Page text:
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5 of 5 people found the following review helpful By marley lane on March 8, 2013
Format: Hardcover Verified Purchase
"Take Me Out to the Yakyu" is a wonderful book. Beautiful illustrations have so much attention to detail that I find new things every time. The boy has families both in America and Japan and they share their love for baseball. He accepts and enjoys the differences between American and Japanese baseball and cultures. He is showing us that there are many differences in both cultures, and they are both great! This book is especially great for today's world of globalization. Such a heart warming book - it's my new standard!

日本とアメリカ、両方に家族がいる男の子が、おじいちゃんと一緒にそれぞれの街で野球を見に行くお話です。かわいいイラストで、細かいところまで描かれているので、読むたびに新しい発見があります。それぞれの国のプロ野球がどう違うのか、ページをめくるごとに学ぶことができます。男の子は大好きなおじいちゃんと大好きな野球を見に行って、野球のルールの違いを受け入れて楽しんでいます。国際化が進んだ今の時代にはぴったりな本だと思います。心温まるお話とイラストで、私の定番になりそうです。
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2 of 2 people found the following review helpful By E. R. Bird HALL OF FAMETOP 500 REVIEWER on May 12, 2013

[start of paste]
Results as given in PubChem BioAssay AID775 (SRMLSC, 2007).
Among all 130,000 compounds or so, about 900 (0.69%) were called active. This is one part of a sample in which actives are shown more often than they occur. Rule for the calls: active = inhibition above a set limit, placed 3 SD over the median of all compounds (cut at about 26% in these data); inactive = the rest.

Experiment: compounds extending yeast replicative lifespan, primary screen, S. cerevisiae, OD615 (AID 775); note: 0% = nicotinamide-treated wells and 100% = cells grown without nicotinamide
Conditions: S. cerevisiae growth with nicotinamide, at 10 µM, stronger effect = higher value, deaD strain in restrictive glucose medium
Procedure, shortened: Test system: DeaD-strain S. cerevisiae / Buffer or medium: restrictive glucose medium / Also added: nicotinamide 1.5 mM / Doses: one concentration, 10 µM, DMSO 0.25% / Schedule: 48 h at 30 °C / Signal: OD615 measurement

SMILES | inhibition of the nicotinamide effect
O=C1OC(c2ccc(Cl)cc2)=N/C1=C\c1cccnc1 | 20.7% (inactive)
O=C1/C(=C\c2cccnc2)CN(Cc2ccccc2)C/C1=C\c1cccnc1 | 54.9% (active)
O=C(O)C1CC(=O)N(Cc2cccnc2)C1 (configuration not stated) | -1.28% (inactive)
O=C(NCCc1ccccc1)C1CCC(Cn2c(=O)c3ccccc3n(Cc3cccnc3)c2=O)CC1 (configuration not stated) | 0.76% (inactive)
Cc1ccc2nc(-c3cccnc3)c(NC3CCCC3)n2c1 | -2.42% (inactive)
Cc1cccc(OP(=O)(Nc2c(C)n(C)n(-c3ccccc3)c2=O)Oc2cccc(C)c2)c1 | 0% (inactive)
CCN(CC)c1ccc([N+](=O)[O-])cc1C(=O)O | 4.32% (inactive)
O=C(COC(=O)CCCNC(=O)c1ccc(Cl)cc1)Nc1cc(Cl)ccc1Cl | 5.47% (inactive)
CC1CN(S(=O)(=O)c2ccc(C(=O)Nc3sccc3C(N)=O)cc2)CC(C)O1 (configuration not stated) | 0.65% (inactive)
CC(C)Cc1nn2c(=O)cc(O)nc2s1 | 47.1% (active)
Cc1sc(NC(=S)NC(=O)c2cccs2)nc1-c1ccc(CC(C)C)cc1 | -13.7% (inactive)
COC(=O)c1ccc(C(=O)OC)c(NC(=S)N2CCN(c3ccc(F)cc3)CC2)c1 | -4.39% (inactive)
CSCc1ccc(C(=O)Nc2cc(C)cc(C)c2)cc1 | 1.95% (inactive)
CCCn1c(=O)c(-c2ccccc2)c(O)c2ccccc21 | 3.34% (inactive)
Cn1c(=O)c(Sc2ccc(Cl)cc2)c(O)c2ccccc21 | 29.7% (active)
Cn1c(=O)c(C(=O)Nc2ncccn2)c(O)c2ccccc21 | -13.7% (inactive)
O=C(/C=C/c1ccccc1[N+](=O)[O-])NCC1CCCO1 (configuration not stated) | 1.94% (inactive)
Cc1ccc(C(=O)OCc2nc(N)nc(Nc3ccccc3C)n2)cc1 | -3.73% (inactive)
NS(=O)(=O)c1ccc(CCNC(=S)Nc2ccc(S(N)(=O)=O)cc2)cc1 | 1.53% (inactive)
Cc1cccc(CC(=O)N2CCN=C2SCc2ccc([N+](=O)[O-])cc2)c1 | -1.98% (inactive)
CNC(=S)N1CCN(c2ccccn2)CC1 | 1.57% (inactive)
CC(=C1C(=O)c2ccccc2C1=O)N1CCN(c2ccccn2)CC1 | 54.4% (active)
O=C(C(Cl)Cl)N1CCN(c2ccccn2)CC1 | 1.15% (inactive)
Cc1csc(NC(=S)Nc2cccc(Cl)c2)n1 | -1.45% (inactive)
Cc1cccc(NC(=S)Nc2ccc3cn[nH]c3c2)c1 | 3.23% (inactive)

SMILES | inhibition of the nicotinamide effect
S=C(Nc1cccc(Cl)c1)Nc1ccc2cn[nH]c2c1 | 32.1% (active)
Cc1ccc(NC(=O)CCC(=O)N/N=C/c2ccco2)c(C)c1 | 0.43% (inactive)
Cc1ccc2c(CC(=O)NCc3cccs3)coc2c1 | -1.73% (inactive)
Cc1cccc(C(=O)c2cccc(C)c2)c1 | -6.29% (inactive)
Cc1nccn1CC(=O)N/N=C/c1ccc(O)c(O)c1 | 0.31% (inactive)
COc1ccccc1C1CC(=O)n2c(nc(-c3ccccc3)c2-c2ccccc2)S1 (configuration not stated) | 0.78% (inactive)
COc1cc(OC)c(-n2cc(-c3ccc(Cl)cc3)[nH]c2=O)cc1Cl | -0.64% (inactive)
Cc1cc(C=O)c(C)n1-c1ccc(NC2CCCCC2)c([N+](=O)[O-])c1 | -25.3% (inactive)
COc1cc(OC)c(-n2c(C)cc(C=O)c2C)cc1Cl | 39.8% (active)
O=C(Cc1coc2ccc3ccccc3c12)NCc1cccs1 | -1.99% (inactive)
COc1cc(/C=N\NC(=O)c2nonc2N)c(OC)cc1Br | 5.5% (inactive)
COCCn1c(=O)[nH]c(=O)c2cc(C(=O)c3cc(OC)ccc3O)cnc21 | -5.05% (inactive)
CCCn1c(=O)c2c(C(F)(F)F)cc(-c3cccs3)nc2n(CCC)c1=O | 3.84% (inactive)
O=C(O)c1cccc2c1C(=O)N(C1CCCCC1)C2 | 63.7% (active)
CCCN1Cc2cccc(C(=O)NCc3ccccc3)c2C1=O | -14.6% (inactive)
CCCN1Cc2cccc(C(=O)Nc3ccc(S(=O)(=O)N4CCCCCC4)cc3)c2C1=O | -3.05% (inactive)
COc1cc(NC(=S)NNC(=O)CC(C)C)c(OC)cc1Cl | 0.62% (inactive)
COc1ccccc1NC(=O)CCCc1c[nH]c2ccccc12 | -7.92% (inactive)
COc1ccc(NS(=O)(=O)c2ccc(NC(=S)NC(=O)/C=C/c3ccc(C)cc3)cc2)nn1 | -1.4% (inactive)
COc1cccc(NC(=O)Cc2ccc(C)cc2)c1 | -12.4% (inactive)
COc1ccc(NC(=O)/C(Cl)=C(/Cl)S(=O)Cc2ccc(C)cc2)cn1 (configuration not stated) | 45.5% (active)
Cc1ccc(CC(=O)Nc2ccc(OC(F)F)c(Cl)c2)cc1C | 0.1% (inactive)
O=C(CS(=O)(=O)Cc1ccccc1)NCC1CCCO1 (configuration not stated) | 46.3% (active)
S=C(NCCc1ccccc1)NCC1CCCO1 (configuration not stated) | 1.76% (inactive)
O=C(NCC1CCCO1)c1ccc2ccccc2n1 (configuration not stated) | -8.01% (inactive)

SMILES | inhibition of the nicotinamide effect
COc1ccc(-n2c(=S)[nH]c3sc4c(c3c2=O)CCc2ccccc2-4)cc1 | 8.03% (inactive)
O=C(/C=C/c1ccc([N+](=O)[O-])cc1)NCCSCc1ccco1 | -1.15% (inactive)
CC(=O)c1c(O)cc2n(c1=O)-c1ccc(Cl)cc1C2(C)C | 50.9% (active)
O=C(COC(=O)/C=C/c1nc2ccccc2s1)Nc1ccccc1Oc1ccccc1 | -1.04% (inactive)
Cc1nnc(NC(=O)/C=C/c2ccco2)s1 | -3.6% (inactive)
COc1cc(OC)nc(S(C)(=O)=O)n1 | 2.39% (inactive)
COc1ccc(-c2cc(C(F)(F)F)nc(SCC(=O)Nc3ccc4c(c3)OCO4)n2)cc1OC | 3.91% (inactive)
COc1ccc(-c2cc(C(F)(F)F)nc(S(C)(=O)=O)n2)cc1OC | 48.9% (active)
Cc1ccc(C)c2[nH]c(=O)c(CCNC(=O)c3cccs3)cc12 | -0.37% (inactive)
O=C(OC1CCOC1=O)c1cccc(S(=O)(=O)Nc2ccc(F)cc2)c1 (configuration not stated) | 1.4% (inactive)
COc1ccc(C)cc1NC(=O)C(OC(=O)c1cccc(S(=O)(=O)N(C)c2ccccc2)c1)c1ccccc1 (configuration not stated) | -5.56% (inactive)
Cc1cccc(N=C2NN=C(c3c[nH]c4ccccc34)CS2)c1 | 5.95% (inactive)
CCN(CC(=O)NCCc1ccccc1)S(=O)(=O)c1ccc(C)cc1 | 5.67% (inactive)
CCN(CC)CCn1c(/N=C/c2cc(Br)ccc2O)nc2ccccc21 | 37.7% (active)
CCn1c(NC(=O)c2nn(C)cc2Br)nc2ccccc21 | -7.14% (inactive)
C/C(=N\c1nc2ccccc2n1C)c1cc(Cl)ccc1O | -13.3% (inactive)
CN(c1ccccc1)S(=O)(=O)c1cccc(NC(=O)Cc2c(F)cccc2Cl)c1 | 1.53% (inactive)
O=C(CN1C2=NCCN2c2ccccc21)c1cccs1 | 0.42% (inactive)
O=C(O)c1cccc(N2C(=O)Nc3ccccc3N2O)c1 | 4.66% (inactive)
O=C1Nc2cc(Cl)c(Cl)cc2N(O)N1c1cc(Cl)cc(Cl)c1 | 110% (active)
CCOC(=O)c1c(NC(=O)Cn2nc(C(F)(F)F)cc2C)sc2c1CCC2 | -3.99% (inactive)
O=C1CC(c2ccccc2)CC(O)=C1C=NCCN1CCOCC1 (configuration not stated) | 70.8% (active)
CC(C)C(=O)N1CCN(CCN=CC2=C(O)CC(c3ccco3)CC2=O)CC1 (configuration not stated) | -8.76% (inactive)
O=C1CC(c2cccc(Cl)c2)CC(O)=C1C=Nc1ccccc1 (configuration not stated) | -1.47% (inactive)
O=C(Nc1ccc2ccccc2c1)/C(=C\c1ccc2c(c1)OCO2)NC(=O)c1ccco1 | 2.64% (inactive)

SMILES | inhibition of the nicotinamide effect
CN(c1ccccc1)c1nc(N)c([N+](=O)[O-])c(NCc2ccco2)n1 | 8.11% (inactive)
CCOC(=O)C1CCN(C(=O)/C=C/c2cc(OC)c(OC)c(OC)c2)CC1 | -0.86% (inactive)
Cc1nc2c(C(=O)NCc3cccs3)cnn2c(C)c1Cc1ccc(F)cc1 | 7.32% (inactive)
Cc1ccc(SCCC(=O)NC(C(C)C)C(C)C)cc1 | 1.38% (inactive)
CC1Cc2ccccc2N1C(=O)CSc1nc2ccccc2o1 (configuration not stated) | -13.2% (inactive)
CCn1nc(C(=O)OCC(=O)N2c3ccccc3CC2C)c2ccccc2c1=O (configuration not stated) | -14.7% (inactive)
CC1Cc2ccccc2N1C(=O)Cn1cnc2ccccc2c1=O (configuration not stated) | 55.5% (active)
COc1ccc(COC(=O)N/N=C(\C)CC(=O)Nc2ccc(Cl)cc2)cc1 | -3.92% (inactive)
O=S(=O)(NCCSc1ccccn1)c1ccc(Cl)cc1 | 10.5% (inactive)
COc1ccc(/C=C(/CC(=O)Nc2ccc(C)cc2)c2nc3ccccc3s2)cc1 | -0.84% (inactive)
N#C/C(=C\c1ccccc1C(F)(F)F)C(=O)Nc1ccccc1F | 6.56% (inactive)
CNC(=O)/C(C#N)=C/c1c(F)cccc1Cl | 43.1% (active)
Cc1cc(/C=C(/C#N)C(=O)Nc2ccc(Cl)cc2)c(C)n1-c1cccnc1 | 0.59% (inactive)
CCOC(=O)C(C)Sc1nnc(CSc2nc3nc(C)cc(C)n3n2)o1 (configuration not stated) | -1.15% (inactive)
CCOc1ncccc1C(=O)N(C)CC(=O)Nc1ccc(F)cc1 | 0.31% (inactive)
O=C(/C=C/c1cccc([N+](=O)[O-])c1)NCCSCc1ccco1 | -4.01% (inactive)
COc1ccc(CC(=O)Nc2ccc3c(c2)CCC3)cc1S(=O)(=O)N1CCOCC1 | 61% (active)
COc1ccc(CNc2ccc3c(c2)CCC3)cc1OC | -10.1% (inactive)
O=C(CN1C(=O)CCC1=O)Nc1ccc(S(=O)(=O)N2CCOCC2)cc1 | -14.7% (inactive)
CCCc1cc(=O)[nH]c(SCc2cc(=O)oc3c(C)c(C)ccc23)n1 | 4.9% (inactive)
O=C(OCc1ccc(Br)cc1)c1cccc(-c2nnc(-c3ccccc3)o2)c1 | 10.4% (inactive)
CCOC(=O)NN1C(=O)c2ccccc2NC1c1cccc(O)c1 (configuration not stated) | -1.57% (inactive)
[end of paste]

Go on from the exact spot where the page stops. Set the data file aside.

Format: Hardcover
Corner a children's librarian. Say the words "Japan" and "baseball". Ask for picture books that involve both topics. What will you get? If I were a betting woman I'd say that nine out of ten librarians would probably hand you a book about America's Japanese internment camps and the folks in there that played baseball to keep their sanity intact. "Baseball Saved Us" by Ken Mochizuki or "Barbed Wire Baseball" by Marissa Moss come immediately to mind. That tenth librarian might go in a different direction, though. Maybe you made it clear that you wanted something contemporary. Something that involves Japanese baseball today, but is written in a style that would engage both the very young and your older, more sophisticated seven-year-old. Until now, you would have been up a tree. Fortunately for all parties, "Take Me Out to the Yakyu" swoops in to save the day. Visually splendid with a text that manages to be simple without being simplistic, I look at this book and realize that while I've nothing else like it on my library shelves, I'd pay all the money in the world for this format to be replicated over and over again. Until that happy day occurs, let's bask in Meshon's gift to us.